Continue from my previous blog, MDX #11 – How to get number of cars each customer owned using Properties() function?.
Without the TYPED flag, Employee ID is no longer a number, but a text field in Excel
A couple of months ago, I completed a small project to create a calculated measure from the Employee dimension member property Employee ID. A couple of weeks later, a user reported that the Excel PivotTable he has been using to access the cube stopped working because the Employee ID is no longer a number, but a text field now.
Without the TYPED flag, the return value is always a string
In the MSDN MDX reference library, Properties (MDX), in the Remarks section, it has clearly stated:
If the property type is intrinsic, the function returns the original type of the member.
If the property type is user defined, the type of the return value is the same as the type of the return value of the MemberValue function.
By default, the value is coerced to be a string. If TYPED is specified, the return value is strongly typed.
Although the TYPED flag is optional, in my case, I should have used it.
Here is the syntax:
To return the Number of Cars Owned as a number, I would add the TYPED flag to the properties function.
The original data type of Number of Cars Owned is number
Looking at the Number of Cars Owned attribute, the original data type is UnsignedTinyInt.
In the Adventure Works cube, this is a simple query to get just 10 customers and their Internet Sales Amount.
Dimensions can have many attributes (or attribute hierarchies) and user hierarchies
The Customer dimension has many attributes (or attribute hierarchies) and one user hierarchy, the Customer Geography. This is what you can see in the dimension editor.
One of the attribute is Number of Cars Owned. Can we add the Number of Cars Owned to the above query so that for each customer we can see how many cars they owned?
Properties() function can turn dimension attribute into measures
If you haven’t written enough MDX queries yet, you might be tempted with many possibilities, until you come across the properties() function.
Here is the query that will work.
It did work, but there are a couple of unanswered questions.
First, what are “properties”?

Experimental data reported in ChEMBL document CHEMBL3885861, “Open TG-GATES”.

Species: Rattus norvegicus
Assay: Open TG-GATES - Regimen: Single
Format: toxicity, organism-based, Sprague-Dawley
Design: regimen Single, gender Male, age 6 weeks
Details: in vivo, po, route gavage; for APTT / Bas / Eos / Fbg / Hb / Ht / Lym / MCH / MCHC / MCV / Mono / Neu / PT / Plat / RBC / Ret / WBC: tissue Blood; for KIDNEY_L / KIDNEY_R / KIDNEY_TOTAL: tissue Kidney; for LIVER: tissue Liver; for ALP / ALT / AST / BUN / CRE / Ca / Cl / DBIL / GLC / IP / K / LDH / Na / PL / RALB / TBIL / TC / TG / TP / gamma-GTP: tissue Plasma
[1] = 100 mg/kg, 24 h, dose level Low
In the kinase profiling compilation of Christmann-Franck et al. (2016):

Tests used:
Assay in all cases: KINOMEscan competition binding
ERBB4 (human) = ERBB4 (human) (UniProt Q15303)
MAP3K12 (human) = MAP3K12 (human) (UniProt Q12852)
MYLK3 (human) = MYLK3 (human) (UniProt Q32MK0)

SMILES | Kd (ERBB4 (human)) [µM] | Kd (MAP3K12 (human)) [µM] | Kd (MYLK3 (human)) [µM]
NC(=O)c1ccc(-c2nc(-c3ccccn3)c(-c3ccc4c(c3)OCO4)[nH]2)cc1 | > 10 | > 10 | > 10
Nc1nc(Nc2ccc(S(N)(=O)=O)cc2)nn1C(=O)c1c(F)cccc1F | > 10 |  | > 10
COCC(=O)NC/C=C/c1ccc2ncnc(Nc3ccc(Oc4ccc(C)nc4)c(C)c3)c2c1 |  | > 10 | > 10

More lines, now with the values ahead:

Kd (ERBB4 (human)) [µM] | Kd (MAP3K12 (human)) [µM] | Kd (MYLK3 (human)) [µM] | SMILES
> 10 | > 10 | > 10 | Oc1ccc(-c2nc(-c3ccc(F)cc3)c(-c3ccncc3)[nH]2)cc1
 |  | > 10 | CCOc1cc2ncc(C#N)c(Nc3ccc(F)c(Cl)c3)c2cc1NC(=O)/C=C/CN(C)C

In the BIDS, under the Attribute Relationships, we can see two types of relationships.
- attribute –> properties
- user-defined hierarchies
- This screenshot shows that the Customer attribute has many properties, and one of them is Number of Cars Owned.
In the WITH statement, did we just create a calculated measure using a dimension property?
Yes. Calculated members do not need to be always from measures.
I worked on a SSIS package a few months back to retrieve data from a SSAS cube with MDX queries. A co-worker recently is developing a SSIS package to perform a similar task, but couldn’t get the SSIS package to work. The data flow was lost somewhere and the package could never finish the data loading.
This is what it will look like in the Data Flow task. The OLE DB Source will stay yellow forever.
I couldn’t remember right away how my SSIS package was configured to make the data flow work. I had to find my old SSIS package and open it to refresh my memory.
Need to set Format=Tabular in the Data Link Extended Properties
After choosing the OLE DB Provider for Analysis Services 10.0 as the provider for the connection manager, we need to go to the All tab to set Format=Tabular in the Data Link Extended Properties.
There are many blogs on this little “secret” developers discovered. Some claimed that this is a fix for a bug in SSIS 2005 SP1. I had to do this in both SSIS 2005 and 2008 to make it work. So I am not sure if it is caused by a bug or a designed “feature” in SSIS.
Neither can I find more information about what this property value means. You are welcome to share if you have more insight on this.
The happy green color is what you will see once you set Format=Tabular in the Data Link Extended Properties.
A couple of notes:
1. About the data type. Whenever you try to access the column information, you will get a “nice” warning from SSIS that data type DT_WSTR (nvarchar) will be used instead. Again if you have more insight on this, you are welcome to share.
2. I used a Data Conversion transformation to convert the DT_WSTR to DT_STR or DT_NUMERIC accordingly.
I had a post quite a while ago on how to use FOR XML clause with PATH mode, which is available since SQL 2005, to concatenate row values into columns.